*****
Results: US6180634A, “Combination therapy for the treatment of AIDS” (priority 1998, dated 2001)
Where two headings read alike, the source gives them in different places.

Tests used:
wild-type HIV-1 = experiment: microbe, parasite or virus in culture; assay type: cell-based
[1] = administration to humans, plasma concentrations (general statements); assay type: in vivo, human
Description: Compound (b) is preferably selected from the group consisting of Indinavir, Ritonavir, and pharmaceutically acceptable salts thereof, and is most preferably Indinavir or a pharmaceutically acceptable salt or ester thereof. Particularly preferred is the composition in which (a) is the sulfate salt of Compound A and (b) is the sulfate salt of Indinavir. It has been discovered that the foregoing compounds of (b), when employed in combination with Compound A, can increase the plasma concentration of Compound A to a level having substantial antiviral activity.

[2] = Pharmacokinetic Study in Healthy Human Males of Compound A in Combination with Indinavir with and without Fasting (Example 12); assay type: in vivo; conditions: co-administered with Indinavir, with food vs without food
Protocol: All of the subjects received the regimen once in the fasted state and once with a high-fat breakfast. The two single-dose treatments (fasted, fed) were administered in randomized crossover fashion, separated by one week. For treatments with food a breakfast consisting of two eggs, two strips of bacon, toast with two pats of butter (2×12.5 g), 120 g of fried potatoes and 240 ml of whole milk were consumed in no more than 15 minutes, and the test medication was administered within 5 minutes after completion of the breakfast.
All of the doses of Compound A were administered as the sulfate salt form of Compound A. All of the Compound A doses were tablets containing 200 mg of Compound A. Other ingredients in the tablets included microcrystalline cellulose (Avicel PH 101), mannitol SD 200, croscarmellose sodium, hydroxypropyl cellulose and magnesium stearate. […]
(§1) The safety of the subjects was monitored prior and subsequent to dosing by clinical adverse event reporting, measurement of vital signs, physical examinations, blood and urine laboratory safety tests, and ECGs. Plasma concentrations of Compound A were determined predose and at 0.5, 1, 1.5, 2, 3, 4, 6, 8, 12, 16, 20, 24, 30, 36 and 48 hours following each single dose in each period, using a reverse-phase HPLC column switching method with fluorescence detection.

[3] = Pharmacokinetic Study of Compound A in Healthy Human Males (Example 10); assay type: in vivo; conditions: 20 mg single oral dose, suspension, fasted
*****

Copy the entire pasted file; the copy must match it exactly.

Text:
Results: US6180634A, “Combination therapy for the treatment of AIDS” (priority 1998, dated 2001)
Where two headings read alike, the source gives them in different places.

Tests used:
wild-type HIV-1 = experiment: microbe, parasite or virus in culture; assay type: cell-based
[1] = administration to humans, plasma concentrations (general statements); assay type: in vivo, human
Description: Compound (b) is preferably selected from the group consisting of Indinavir, Ritonavir, and pharmaceutically acceptable salts thereof, and is most preferably Indinavir or a pharmaceutically acceptable salt or ester thereof. Particularly preferred is the composition in which (a) is the sulfate salt of Compound A and (b) is the sulfate salt of Indinavir. It has been discovered that the foregoing compounds of (b), when employed in combination with Compound A, can increase the plasma concentration of Compound A to a level having substantial antiviral activity.

[2] = Pharmacokinetic Study in Healthy Human Males of Compound A in Combination with Indinavir with and without Fasting (Example 12); assay type: in vivo; conditions: co-administered with Indinavir, with food vs without food
Protocol: All of the subjects received the regimen once in the fasted state and once with a high-fat breakfast. The two single-dose treatments (fasted, fed) were administered in randomized crossover fashion, separated by one week. For treatments with food a breakfast consisting of two eggs, two strips of bacon, toast with two pats of butter (2×12.5 g), 120 g of fried potatoes and 240 ml of whole milk were consumed in no more than 15 minutes, and the test medication was administered within 5 minutes after completion of the breakfast.
All of the doses of Compound A were administered as the sulfate salt form of Compound A. All of the Compound A doses were tablets containing 200 mg of Compound A. Other ingredients in the tablets included microcrystalline cellulose (Avicel PH 101), mannitol SD 200, croscarmellose sodium, hydroxypropyl cellulose and magnesium stearate. […]
(§1) The safety of the subjects was monitored prior and subsequent to dosing by clinical adverse event reporting, measurement of vital signs, physical examinations, blood and urine laboratory safety tests, and ECGs. Plasma concentrations of Compound A were determined predose and at 0.5, 1, 1.5, 2, 3, 4, 6, 8, 12, 16, 20, 24, 30, 36 and 48 hours following each single dose in each period, using a reverse-phase HPLC column switching method with fluorescence detection.

[3] = Pharmacokinetic Study of Compound A in Healthy Human Males (Example 10); assay type: in vivo; conditions: 20 mg single oral dose, suspension, fasted